Language is on going, there is always room for improvement of the vocabulary.

But you are right to say Chinese syntax is easy, and people will understand you, even though it is never used that way.

I love the learning of Characters and stroke order, although remembering them is another matter!

Being married to a Taiwanese was also a problem for me, because I had studied pin yin, in Beijing and Taiwan used the American system of wade giles, however Taipei have recently dropped wade giles system for pin yin, which is a step in the right direction for the British :P

My Chinese pronounciation still sucks, because i never speak Chinese much anymore, the wife has never had the patience to help out, and only speaks American English.
Although I have since been told, it's because i have lost the mid range sounds of my hearing, that i have had difficulty listening to the tones while in the linguistics class, due to military service, so hearing the tones is not easy any more.

Can you imagine how i feel about that, when listening to music!

dixy
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hi

Postby dixy » Sat, 08 Mar 2008 4:26 am

hey
i wanna learn mandarin as well, i know around 10%-15% so far
courtesy, my fellow colleagues,
i m fine with pinyin, i think anyone who is willing to make a good conversation over a cup of coffee in the town would be awesome,
anyone up for this?
lemme know
Dx
Everything will be OK in the End..if its not OK then ITS NOT YET THE END..:)

hamamatsu1999
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Postby hamamatsu1999 » Sat, 08 Mar 2008 12:27 pm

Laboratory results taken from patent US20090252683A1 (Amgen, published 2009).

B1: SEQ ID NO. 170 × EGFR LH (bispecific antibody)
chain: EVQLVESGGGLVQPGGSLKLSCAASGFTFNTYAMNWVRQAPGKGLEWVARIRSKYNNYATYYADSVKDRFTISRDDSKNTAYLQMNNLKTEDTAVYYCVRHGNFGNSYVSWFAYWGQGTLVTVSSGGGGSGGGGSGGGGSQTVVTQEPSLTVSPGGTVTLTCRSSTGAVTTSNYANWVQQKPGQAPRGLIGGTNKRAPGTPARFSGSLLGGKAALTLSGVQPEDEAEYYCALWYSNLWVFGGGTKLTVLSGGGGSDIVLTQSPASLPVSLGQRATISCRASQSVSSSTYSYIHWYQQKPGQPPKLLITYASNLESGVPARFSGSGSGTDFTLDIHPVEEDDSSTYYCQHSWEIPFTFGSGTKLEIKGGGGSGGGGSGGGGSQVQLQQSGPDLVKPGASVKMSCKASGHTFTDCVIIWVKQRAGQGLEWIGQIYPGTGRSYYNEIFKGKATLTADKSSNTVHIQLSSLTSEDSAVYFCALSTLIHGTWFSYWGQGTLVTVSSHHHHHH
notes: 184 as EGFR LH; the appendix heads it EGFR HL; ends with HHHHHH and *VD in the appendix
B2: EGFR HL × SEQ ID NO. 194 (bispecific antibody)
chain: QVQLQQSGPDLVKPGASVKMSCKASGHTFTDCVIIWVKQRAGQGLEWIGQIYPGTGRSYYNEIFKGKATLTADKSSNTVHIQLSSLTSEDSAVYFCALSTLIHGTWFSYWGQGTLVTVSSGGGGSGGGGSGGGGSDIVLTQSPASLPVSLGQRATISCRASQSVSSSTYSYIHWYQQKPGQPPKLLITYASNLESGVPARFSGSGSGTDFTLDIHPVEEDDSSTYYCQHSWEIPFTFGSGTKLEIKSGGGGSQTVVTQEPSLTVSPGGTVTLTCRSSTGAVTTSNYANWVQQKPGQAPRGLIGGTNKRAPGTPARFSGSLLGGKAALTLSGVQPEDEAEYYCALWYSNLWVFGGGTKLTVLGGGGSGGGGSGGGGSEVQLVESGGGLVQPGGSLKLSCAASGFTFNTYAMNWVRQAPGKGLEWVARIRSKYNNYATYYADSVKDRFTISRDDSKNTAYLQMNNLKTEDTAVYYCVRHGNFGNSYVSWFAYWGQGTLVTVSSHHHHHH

I am a part time English and Chinese teacher teaching in a school and privately. I am working on my French exam. I would like to have language exchange in French for my preparation for this exam. I prefer a semi formal setting with some goals and purposes. If you want more than casual chats over coffee for your English or Chinese and you can help me with French, contact me.

hamamatsu1999@hotmail.com

Cheuk

quincylin
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Postby quincylin » Mon, 10 Mar 2008 7:26 pm

ksl wrote:
quincylin wrote:chinese mandarin is easy to learn..i speak mandarin, its got simple syntax, put chinese characters aside, once you get to know pinyin, like espanol, you can read out any word.


You may be able to read it out, but to read it out correctly is another matter, with each character having 4 tones, these tones, are not that easy to master....Also Danish language, a handful of letters of the alphabet are also very difficult to master...even after 25 years of living, there, i still have difficulty with them.